Mine…Gaming and Copyright
We found this video at Dailymotion.com which talks about the difficulties people found in categorising video games when they first emerged and the implications this has had for the law and copyright. To see the video, click here
Australian IT: Microsoft Pounces on eBay Software Trader
As reported at the Australian, Microsoft has sought $125,000 in compensation as part of an anti-piracy sting from a software trader who has been selling Microsoft product illegally.
To find out more, click here.
Australian Authorities Confiscate Illegal Game Copiers and Counterfeit Nintendo Products
Australia, 10 March, 2010 –
Nintendo confirms that the Australian Customs and Border Protection Service have seized game copiers (commonly referred to as R4 cards) and other counterfeit Nintendo products from an importer attempting to distribute the products in Australia. This is the first Australian customs seizure of game copiers of this type.
Video game piracy continues to be a serious problem in Australia. Nintendo attributes it to the availability of game copiers, the devices that circumvent the technical protection measures embedded in the Nintendo DS and Nintendo DSi systems that enable the play of illegal Nintendo software downloaded via the Internet. Game copiers infringe Nintendo’s trademarks and copyright and breach the “circumvention device” provisions of the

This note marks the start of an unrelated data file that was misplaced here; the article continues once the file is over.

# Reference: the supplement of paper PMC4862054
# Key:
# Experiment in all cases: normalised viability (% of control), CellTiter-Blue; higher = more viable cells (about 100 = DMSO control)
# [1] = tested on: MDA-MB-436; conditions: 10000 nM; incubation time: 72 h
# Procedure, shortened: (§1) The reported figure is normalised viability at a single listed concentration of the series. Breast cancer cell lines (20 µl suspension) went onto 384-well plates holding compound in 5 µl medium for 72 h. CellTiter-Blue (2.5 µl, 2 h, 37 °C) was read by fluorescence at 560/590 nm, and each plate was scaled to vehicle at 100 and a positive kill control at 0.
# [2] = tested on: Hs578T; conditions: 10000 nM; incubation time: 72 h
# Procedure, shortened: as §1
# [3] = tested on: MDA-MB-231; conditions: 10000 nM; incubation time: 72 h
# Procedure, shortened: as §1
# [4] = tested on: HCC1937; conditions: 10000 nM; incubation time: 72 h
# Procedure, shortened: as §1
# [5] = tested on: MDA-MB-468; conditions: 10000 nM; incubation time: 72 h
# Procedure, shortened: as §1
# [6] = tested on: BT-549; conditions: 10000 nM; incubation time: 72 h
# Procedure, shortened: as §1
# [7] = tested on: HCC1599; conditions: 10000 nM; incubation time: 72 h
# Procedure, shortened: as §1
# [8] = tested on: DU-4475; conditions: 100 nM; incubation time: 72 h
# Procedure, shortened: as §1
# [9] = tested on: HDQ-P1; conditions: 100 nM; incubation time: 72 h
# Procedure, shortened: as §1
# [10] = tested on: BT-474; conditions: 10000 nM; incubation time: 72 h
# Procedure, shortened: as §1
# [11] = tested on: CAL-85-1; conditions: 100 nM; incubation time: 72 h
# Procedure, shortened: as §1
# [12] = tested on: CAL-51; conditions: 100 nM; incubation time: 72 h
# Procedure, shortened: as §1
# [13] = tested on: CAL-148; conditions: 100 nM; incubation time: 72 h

Nintendo Successfully Takes Action Against R4 Cards
Australia, 19 February, 2010 –
Nintendo confirms it has successfully taken action against an Australian company in relation to game copying devices, commonly referred to as R4 cards. In September 2009 Nintendo filed proceedings in the Federal Court of Australia against RSJ. IT Solutions Pty Ltd which trades as “GadgetGear” – an online seller of gadgets, including gaming consoles and accessories- and the individual directors of the company, Patrick Li and James Li.